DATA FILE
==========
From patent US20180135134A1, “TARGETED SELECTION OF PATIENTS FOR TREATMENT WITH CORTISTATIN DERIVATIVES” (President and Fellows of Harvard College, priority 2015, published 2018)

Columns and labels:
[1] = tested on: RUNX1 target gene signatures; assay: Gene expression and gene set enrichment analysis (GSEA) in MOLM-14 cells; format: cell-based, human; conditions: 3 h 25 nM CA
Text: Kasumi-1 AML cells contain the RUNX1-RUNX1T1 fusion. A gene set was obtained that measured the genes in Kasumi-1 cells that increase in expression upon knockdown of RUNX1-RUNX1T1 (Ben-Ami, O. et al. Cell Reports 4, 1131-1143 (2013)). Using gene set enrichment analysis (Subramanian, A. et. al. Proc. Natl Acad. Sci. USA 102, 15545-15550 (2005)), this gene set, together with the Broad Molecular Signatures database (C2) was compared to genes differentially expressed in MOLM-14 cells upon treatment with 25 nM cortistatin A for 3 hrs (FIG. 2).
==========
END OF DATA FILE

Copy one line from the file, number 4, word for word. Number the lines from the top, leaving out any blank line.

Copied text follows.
Text: Kasumi-1 AML cells contain the RUNX1-RUNX1T1 fusion. A gene set was obtained that measured the genes in Kasumi-1 cells that increase in expression upon knockdown of RUNX1-RUNX1T1 (Ben-Ami, O. et al. Cell Reports 4, 1131-1143 (2013)). Using gene set enrichment analysis (Subramanian, A. et. al. Proc. Natl Acad. Sci. USA 102, 15545-15550 (2005)), this gene set, together with the Broad Molecular Signatures database (C2) was compared to genes differentially expressed in MOLM-14 cells upon treatment with 25 nM cortistatin A for 3 hrs (FIG. 2).